Hugh is offering to help solve the conundrum of meshing big, corporate business advertising as performed by the big corporate advertising agencies with the world that is Web2.0. He has a solution he’s willing to offer you for $100k. And if I had the cash, I might have taken him up on the offer, given the success he’s having with Stormhoek, English Cut and others.
Meanwhile, I’ll keep plugging away here, hopefully breaking down a few barriers and making small steps into moving the big clients closer to a different way of using the web. I mentioned fear in my comment and sometimes this has a real foundation beyond the fear of lack of control. Previous skirmishes fought, previous damage to reputations mean the drawbridges are just harder to get down, especially in a litigious environment. But opening peoples eyes to what is out there about their brand, surprising them with all the positive stuff (remember the bloggers and the boards are not just negative) helps them on their way. You have to find the chink in the armour, the first steps that they are comfortable with before you can jump all the way head first into pool.
Update: an interesting survey from Sapient underlines the mistrust that CMO’s have with the big agencies doing digital as well, with only 10% believing the traditional agencies can move into interactive. The six key (aggregated) attributes are:
- 1. Quality of Creative Content
- 2. Innovation and Strategic Value
- 3. Price/Cost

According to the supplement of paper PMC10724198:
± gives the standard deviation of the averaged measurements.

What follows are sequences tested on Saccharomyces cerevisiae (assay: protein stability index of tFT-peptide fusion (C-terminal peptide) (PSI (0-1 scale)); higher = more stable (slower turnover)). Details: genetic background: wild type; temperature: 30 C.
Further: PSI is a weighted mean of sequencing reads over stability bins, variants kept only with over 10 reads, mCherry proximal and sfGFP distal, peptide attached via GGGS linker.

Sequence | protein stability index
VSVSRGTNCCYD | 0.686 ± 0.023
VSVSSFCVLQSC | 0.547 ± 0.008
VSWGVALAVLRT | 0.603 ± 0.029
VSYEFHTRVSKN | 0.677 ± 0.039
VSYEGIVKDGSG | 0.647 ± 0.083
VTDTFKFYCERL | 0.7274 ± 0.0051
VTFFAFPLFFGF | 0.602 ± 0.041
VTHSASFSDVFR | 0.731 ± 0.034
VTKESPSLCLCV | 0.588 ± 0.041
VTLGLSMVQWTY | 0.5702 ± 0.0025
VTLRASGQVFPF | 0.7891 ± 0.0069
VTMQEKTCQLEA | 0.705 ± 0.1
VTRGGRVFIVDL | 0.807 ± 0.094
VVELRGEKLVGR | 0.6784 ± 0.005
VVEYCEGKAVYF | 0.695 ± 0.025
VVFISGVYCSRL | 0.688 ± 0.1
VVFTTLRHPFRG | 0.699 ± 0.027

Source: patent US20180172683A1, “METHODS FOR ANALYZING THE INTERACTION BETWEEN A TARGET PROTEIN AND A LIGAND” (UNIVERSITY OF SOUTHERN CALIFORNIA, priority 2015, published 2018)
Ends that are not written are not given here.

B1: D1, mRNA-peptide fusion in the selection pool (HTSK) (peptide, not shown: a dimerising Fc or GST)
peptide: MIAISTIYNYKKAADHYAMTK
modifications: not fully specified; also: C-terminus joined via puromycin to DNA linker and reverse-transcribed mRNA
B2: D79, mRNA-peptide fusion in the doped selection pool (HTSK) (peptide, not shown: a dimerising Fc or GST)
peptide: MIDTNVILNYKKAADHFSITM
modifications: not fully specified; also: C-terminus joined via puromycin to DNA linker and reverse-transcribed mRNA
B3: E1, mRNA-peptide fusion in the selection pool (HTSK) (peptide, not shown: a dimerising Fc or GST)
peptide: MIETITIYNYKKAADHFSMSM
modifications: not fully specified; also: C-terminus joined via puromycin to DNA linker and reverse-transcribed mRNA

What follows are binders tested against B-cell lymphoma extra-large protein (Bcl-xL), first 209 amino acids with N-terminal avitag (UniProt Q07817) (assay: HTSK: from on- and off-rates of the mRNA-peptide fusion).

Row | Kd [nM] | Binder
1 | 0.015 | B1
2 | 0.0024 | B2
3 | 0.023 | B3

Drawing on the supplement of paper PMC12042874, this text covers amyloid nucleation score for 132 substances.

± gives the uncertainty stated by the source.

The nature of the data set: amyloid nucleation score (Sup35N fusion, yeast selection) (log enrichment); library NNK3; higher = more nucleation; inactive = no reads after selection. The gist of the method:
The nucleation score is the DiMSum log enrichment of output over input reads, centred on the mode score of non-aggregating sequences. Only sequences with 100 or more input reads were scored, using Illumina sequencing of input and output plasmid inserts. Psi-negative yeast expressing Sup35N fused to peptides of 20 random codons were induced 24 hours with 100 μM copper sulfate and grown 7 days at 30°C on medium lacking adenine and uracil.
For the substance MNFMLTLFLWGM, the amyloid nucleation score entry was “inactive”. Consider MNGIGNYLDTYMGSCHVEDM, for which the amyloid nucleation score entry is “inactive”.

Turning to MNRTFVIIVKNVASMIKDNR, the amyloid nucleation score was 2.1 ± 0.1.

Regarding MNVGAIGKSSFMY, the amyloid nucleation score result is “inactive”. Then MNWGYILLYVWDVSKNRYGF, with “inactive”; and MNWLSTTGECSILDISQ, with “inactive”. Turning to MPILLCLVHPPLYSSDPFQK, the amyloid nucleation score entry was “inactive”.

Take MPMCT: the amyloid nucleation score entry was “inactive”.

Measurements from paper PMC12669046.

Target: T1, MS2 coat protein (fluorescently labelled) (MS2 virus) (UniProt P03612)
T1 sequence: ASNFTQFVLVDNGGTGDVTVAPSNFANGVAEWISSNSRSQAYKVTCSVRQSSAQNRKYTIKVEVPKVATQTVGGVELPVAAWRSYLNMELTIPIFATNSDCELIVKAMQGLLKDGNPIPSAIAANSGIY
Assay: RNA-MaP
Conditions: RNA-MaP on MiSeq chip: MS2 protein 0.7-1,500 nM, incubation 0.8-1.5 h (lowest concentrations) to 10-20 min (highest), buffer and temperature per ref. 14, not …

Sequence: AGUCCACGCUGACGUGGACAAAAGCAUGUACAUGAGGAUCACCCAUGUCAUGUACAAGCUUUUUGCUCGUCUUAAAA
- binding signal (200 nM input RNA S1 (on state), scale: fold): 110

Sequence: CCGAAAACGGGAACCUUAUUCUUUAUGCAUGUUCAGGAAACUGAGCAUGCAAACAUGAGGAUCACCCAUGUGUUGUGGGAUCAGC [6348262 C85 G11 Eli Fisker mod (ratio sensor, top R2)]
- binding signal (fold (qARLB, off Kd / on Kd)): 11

- 4. Sophisticated Analytics and Measurement Systems
- 5. Proficiency in Emerging, Interactive or Digital Media
- 6. Traditional Print, Offline and Media Buying Services
Interactive is now ranking higher than the traditional stuff.
Don’t do this at home – Rav 4 (Toyota) have 2 videos sitting out on the web showing people riding along on cars and jousting. Unlike Grolsch Holland, this is completely siloed though and you can only see it on their site. No downloads or embeds for the Rav 4 fans then. No trusting what you will do with it.
A satirical look at what goes on in an ad agency, presenting a pitch to the client and what it really means.
It rings a little true!
I’ve had this open in my tabs for a while but only now got round to blogging it – a critical look at the increase in social networking in 2006 and whether or not this is just a fad.
‘Community’ and ‘socialising’ have been huge in 2006 but the big question is how long they will last. Is this just a fad? Newspapers have filled pages with reports of so-called ‘pubs’ and ‘clubs’ where people are congregating to talk to each other. However, critics are quick to point out that their popularity is over-rated. “They are used only by teenagers,” said one expert. “What will these ‘pubs’ do when the teenagers move on to the next trend?”
It’s Shane Richmond’s take on socialising, on sharing random details with strangers and sharing all these baby photos. Fancy a laugh – then take a read.